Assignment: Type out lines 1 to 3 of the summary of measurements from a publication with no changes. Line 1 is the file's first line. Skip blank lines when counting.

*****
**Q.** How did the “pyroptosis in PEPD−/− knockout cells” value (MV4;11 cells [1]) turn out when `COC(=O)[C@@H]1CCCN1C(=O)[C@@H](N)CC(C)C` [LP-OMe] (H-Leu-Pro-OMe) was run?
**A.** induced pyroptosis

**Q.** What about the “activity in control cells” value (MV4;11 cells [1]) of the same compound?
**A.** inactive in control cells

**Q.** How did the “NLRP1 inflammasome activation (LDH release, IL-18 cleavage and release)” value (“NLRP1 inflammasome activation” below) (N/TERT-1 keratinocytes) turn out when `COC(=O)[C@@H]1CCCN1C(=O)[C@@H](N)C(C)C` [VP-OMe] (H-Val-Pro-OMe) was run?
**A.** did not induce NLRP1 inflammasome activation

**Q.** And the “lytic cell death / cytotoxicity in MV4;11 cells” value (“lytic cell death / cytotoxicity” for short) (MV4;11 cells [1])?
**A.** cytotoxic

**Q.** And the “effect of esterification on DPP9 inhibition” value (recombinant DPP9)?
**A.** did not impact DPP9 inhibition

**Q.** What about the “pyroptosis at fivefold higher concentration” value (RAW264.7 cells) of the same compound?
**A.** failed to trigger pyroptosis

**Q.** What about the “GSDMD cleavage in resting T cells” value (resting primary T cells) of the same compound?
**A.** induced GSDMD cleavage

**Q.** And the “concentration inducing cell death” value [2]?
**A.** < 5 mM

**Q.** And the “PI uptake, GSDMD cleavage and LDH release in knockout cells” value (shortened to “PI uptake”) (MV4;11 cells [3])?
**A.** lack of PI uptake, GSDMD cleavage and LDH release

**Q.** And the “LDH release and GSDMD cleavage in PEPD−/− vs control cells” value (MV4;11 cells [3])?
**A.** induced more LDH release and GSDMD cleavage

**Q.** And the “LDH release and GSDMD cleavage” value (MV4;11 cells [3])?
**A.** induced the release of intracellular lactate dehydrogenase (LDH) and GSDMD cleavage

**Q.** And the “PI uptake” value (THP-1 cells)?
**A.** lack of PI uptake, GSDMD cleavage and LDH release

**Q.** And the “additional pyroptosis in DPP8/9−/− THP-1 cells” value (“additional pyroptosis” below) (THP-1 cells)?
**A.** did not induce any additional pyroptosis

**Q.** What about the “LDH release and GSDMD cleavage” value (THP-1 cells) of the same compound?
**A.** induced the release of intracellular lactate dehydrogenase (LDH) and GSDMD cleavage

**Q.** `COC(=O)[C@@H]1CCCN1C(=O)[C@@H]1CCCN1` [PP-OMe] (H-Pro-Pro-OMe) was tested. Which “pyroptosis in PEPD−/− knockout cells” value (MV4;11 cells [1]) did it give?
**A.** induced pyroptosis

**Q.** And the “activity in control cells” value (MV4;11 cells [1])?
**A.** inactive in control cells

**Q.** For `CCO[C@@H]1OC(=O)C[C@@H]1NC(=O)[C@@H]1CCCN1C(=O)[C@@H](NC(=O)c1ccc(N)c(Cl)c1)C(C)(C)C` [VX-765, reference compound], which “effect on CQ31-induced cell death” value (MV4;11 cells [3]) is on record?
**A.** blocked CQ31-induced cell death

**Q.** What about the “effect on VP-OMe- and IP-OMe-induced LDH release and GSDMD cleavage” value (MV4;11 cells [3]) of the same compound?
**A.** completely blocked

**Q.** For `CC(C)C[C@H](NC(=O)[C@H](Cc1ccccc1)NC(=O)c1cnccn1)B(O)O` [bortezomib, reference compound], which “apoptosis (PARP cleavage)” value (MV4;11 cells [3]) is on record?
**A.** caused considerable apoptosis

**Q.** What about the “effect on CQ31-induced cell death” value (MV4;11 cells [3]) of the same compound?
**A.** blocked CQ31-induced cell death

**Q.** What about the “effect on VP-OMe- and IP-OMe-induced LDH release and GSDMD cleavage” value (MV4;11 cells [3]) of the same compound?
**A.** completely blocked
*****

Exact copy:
**Q.** How did the “pyroptosis in PEPD−/− knockout cells” value (MV4;11 cells [1]) turn out when `COC(=O)[C@@H]1CCCN1C(=O)[C@@H](N)CC(C)C` [LP-OMe] (H-Leu-Pro-OMe) was run?
**A.** induced pyroptosis

**Q.** What about the “activity in control cells” value (MV4;11 cells [1]) of the same compound?